Virat the batsman wins, Virat the captain loses
VIRAT KOHLI the batsman exorcised the ghosts of a horrendous 2014 series but his captaincy left a lot to be desired in the justconcluded series against England which again turned out to be a case of 'what it could have been'.
Kohli is, in fact, right when he says that barring Lord's Test, they were not totally outplayed but England played better cricket during key moments during the 1-4 loss.
The series was testimony that batsman Kohli is heads and shoulders above his peers not just in India but in world cricket.
The 593 runs, with two hundreds and two half centuries, and his battle of attrition with old nemesis Jimmy Anderson will remain stuff of legends. The difference was stark with the secondhighest scorer being KL Rahul -- 299 runs, 149 of those coming in a dead rubber when the pressure was off.
Where Kohli erred was not realising that his teammates were not as prepared for testing English conditions as he was. The Indian team reduced the duration of its lone practice game against County Champions Essex, a move that was criticised by none other than Sunil Gavaskar.
Kohli, however, differed stating that practice matches are worth it only if there is a good opposition to compete against and pitches of Test quality. 'Kohli should understand that if he doesn't play for a month, he would still come out and score runs. But others need practice. And in practice games you won't get Test quality attacks. But the batsmen and bowlers in match situation add miles to their legs. It's better than taking throwdowns," Gavaskar had said on air for the series broadcasters.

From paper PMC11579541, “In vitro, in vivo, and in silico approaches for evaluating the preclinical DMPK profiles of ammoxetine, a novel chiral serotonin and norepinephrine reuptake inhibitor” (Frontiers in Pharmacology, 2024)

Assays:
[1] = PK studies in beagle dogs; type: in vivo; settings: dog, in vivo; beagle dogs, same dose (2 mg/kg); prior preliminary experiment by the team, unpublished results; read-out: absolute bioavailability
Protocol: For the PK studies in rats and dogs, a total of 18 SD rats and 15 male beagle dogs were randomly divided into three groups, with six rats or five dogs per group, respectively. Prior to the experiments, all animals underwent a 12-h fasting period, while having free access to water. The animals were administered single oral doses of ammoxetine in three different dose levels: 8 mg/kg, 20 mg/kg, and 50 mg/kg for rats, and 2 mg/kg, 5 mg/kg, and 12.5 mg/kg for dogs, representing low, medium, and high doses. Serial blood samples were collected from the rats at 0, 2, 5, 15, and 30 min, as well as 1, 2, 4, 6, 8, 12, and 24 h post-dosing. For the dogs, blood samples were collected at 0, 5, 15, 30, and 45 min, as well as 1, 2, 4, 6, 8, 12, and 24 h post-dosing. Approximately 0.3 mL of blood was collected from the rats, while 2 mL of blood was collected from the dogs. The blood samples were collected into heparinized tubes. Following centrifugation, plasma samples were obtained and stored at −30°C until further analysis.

The biggest problem that plagued India was dodgy team selection.
Cheteshwar Pujara, who played a significant role in the Trent Bridge victory and scored a determined hundred was dropped from the first Test based on his poor county form.
The Test specialist ended with 278 runs in the series.
Kohli's over-dependence on Hardik Pandya's all-round abilities in red ball cricket can also be questioned. A total of 164 runs including a half century at a time when India was about to declare and a five-wicket haul in Trent Bridge were his only tangible contributions across four Tests.
That he never possessed the defensive technique to bat at No 6 was evident and he was ill at ease against the swinging deliveries. His opposite number Sam Curran became an x-factor in the series with two match winning all round performances -- at Edgbaston (1st Test) and the series-clinching fourth game at Southampton.
The skipper's persistence with Shikhar Dhawan, who has been a walking wicket outside the sub-continent, also created problems at the top of the order.
Since the 2013 South Africa tour, Dhawan has shown both lack of technique and temperament in top Test playing nations.